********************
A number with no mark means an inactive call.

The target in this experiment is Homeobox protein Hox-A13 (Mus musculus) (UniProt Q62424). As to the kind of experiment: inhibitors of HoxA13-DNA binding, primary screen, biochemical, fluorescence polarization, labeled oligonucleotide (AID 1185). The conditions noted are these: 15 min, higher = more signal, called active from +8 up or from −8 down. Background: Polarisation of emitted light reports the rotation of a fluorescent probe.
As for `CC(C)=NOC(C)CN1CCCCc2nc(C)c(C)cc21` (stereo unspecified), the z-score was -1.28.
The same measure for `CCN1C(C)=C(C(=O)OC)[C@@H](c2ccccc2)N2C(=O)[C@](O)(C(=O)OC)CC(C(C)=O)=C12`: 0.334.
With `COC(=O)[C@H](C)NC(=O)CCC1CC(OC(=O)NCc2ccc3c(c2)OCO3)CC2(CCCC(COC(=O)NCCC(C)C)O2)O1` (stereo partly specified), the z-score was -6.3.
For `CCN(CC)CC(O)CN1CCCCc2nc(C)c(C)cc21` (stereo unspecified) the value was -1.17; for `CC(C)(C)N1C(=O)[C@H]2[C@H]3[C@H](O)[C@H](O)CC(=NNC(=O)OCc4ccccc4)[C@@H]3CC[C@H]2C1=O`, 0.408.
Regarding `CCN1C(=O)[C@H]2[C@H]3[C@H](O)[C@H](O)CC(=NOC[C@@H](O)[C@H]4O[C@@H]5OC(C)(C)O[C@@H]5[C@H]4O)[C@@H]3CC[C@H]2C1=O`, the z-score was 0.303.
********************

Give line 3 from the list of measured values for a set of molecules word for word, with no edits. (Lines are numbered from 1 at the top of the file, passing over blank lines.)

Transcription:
As for `CC(C)=NOC(C)CN1CCCCc2nc(C)c(C)cc21` (stereo unspecified), the z-score was -1.28.